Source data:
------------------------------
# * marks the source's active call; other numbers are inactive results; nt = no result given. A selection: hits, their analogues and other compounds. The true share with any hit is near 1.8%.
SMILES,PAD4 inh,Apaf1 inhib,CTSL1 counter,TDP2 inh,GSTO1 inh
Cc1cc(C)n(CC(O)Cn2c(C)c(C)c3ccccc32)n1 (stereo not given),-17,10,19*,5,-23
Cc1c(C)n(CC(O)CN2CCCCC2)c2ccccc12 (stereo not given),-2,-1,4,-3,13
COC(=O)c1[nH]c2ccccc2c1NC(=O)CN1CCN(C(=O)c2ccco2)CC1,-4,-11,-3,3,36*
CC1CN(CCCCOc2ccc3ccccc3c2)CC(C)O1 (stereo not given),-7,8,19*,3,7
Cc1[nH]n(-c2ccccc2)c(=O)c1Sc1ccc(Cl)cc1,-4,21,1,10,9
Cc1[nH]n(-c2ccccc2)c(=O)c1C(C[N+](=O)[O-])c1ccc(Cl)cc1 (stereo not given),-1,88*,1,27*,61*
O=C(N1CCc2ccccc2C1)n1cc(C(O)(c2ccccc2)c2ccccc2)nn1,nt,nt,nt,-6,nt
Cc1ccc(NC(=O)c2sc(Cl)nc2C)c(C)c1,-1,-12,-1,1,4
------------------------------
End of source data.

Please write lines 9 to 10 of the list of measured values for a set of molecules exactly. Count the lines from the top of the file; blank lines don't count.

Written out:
O=C(N1CCc2ccccc2C1)n1cc(C(O)(c2ccccc2)c2ccccc2)nn1,nt,nt,nt,-6,nt
Cc1ccc(NC(=O)c2sc(Cl)nc2C)c(C)c1,-1,-12,-1,1,4